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Falls

Falls are serious and common for those over 75. Risk factors have been identified and specific interventions proven to reduce falls.

Falls are serious and common for those over 75. Risk factors have been identified and specific interventions proven to reduce falls.

Risk factors

• Age over 80 • Cognitive impairment

• History of fall and fall-related injury • Arthritis

• Depression • Use of mobility aid

• Gait and balance impairment • Lower limb muscle weakness

• Visual deficit • Impaired daily functioning, or a low score on the Nottingham EADL scale

• Use of psychotropic medications

Those with multiple risk factors are at a higher risk of falls.

Diagnosis

• Ask older people (aged 75 and older) routinely once a year: 'Have you had a fall in the last year?'

• Perform simple gait assessment (see below).

• Distinguish between 'hot' and 'cold' falls.

– 'Hot' falls result from major medical conditions such as stroke, myocardial infarction or seizure. Treatment of the acute illness usually entails admission to hospital.

– 'Cold' falls occur in the absence of serious acute illness. This article deals with management of cold falls and those with high risk of falls.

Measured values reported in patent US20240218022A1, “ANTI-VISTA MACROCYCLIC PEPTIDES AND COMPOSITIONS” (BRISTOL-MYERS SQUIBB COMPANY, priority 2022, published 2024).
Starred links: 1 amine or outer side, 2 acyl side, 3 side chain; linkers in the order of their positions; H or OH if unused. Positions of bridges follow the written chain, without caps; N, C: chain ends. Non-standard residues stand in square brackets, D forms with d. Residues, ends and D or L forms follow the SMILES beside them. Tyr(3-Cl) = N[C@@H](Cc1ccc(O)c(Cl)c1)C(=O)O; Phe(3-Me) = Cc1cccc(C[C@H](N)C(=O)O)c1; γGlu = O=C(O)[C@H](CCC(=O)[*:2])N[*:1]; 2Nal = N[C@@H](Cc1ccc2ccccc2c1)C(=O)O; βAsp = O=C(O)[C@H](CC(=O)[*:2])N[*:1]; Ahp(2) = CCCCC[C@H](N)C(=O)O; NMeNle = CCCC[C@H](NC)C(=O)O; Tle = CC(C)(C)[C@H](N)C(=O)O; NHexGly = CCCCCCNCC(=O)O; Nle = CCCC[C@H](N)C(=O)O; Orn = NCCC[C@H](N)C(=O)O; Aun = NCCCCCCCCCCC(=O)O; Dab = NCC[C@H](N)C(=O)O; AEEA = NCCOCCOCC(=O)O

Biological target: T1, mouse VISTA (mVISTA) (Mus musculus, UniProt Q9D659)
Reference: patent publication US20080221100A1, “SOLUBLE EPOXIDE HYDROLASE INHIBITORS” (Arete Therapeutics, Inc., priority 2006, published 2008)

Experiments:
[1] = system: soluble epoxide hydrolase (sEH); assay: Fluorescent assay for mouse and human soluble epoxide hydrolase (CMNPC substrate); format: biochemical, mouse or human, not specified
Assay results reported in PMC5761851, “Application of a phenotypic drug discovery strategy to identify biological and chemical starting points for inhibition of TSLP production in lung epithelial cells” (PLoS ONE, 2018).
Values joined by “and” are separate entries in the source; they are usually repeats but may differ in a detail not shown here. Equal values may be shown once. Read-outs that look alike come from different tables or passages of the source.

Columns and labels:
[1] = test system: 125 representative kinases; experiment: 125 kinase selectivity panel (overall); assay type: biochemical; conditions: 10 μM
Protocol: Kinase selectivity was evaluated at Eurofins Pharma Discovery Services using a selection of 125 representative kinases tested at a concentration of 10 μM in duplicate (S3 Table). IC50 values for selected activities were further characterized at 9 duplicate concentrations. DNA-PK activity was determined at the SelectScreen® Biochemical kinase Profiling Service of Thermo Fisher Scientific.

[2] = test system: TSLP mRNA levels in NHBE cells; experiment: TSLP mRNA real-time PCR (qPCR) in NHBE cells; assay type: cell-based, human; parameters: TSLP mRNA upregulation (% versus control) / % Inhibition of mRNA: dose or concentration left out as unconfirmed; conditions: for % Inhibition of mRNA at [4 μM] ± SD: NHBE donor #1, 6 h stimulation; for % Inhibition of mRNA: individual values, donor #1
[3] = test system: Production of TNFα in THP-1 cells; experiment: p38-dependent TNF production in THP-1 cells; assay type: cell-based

• Refer anyone for falls risk assessment if they have had a recent 'cold' fall or recurrent falls in the last year, or with an abnormality of gait or balance. The NSF for older people recommends that this should take place in a specialist falls centre.

Specific evaluation

A falls risk assessment includes:

• history of fall circumstances • medication review

• review of chronic medical problems including alcohol misuse

• examination of:

– vision– gait and balance (see below)

– lower leg strength

– neurological system, especially proprioceptive and co-ordination function and including mental status– cardiovascular system, especially heart rate and rhythm, lying and standing blood pressure and the murmurs of valvular disease

• the environment in which the falls occurred, with attention to:

– hazards such as loose mats, cords and unstable furniture– lighting levels

• assessment of the person's fear of falling and the effect it has on functional ability

• investigations including FBC and ECG.

Simple gait assessment

Ask the patient to stand from a chair, without using the arms, walk 3m, turn around and return (the 'get up and go' test). Unsteadiness or difficulty doing this in less than 30 seconds shows a gait and balance deficit and further evaluation is needed.

Management

• Results of the evaluation will guide specific management. Most patients needing intervention will have multiple risk factors.

• Multifactorial intervention is more effective than single intervention in preventing future falls, with a RR of 0.73 (95 per cent CI 0.63 to 0.85) for unselected older people and 0.60 (95 per cent CI 0.50 to 0.73) for those in residential care.

• Refer all with a history of loss of consciousness to a physician. Investigations, such as a 24-hour ECG, may reveal a cause. Carotid sinus hypersensitivity can be detected by carotid sinus massage in controlled conditions including cardiac monitoring.